The 5 Classes of Fire Explained (A to E)

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Fires are classified into different types or ‘classes of fire’ so we know how best to control them.

The most common time you’ll come across the different types of fire is when you look at fire extinguishers.

Not all fire extinguishers are the same. Different fire extinguishers are designed to fight different types of fires.

You wouldn’t want to put out an oil fire with a water-based extinguisher, for example, because oil floats on water. Similarly, a water extinguisher wouldn’t be great for an electrical fire because water is a conduit for electricity.

Safety Note: Follow the guidance of your local fire authority about the safety equipment best for you. If there is an active fire, evacuate yourself from the vicinity of the fire and call your fire emergency hotline immediately. The information in this article is provided for general purposes only and may not best represent your particular needs.

Related Article: The 5 Best Fire Extinguishers for the Home, Kitchen and Garage

The 5 Classes of Fire (USA)

Note that the following 5 fire classifications follow the USA standard system for classifying fires. European and Australian classifications slightly differ (see here for international comparison chart).

The 5 classes of fire are:

  • Class A: Ordinary Combustible
  • Class B: Flammable Liquids and Gases
  • Class C: Electrical Equipment
  • Class D: Combustible Metals
  • Class K: Cooking Oils and Fats

Class A: Ordinary Combustibles

Ordinary combustibles are the sorts of materials that will often be found around the house. They are very common fuels for house fires.

Examples of ordinary combustibles include:

  • Wood: such as logs for fireplaces, furniture, and wood building structures.
  • Paper: such as paper you might find in the trash, as well as books on your book shelf.
  • Plastic: such as tupperware containers.
  • Cloth: such as clothing and curtains.
  • Rubber: such as the rubber found in shoes.

To extinguish ordinary combustible fires, it is possible to use most fire suppression techniques, including:

  • Water: Such as water from a garden hose or tap.
  • Dry Chemicals: Dry chemicals are found in ABC fire extinguishers. The most common dry chemical you will find is 
  • Other Methods: Fire blankets can deprive a dry chemical fire of oxygen.

Because ordinary combustibles are so common in house fires, it is usually recommended by authorities that you get a fire extinguisher that includes a ‘Class A’ rating (Most common fire extinguishers are class ABC). Check with your local jurisdiction requirements.

Class B: Flammable Liquids and Gases

In the United States, all flammable liquids and gases are classified as Class B. In Europe and Australia, flammable liquids are Class B and flammable gasses are Class C. Flammable liquids and gases are commonly found in garages and workshops. You might also find other Class B flammables around your house, such as in your paint kit, alcohol cabinet, and your household heating if you use natural gas.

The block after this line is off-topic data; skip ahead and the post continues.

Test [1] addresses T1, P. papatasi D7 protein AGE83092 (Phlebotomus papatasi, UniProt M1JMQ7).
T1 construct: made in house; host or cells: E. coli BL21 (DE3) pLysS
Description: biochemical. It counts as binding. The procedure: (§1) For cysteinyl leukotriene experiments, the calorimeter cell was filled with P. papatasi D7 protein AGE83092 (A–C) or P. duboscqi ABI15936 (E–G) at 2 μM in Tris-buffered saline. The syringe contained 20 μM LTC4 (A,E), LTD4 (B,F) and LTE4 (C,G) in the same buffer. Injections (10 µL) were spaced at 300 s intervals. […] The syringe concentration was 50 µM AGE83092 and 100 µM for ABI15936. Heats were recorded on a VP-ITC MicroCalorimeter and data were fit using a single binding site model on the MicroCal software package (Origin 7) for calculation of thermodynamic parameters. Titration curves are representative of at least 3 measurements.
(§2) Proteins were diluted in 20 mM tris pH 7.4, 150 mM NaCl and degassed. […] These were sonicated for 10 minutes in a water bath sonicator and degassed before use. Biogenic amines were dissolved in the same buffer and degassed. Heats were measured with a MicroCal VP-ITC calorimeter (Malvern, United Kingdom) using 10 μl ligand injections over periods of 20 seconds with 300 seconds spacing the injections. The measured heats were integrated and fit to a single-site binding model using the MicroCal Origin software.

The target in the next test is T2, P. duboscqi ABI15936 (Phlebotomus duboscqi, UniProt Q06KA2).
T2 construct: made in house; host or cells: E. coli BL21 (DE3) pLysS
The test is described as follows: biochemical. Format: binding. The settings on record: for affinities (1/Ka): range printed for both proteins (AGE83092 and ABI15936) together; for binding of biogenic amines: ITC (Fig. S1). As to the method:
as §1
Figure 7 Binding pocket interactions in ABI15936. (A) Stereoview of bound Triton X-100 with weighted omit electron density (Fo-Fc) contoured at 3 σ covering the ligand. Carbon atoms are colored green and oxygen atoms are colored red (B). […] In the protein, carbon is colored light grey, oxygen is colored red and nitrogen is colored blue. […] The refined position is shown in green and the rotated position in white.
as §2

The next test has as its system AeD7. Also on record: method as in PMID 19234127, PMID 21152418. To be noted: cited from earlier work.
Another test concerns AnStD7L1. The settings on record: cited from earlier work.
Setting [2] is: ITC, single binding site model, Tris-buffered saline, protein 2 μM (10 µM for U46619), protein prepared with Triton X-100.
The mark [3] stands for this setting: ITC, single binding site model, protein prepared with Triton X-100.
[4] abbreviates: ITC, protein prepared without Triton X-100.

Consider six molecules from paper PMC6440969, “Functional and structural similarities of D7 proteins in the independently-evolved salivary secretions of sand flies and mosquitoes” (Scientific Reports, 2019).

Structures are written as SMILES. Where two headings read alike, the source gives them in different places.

Flammable liquids include:

  • Gasoline: The gas (petrol) you put in your car fits in this category. Diesel is also included in this category.
  • Most oils: The oil you put in your car, as well as oils you put on your chainsaw car bike chains are included.
  • Most paints: Oil based paints are considered flammable liquids.
  • Alcohol: The spirits on your cocktail shelf are also considered flammable liquids.

Flammable gases include:

  • Hydrogen: Commonly used in party balloons (to help them float above air) and as a fuel for some bus transport systems.
  • Butane: There’s a good chance you’ll find this in your cigarette lighter. It may also be used in your refrigerator as part of the cooling process.
  • Methane: If you use natural gas to heat your home, it’s full of methane. It’s also often used in cooking and hot water systems.
  • Ethylene: Often used in the agriculture industry.

The best materials for extinguishing a Class B fire are:

  • Halon: Used to be commonly used in fire extinguishers until the 1990s when it was found to be bad for the Ozone layer.
  • Dry Chemical Fire Extinguisher: Your regular ABC household fire extinguisher is a dry chemical extinguisher capable of fighting Class B fires.
  • Foam: Can be effective for extinguishing liquid gas fires.

Water is not usually recommended for Class B fires as water can scatter the liquid fuel. Further, some liquids float on water, meaning the water is not the best substance for separating the fuel from an oxygen source.

Common household fire extinguishers that are designated ABC can be used to suppress flammable liquids and gases (check your extinguisher – most fire districts mandate an ABC extinguisher for your home).

Class C: Electrical Equipment

In the United States, electrical equipment is considered Class C flammable material. Electrical appliances are considered Class K materials in Europe and Class E materials in Australia (see comparison chart below).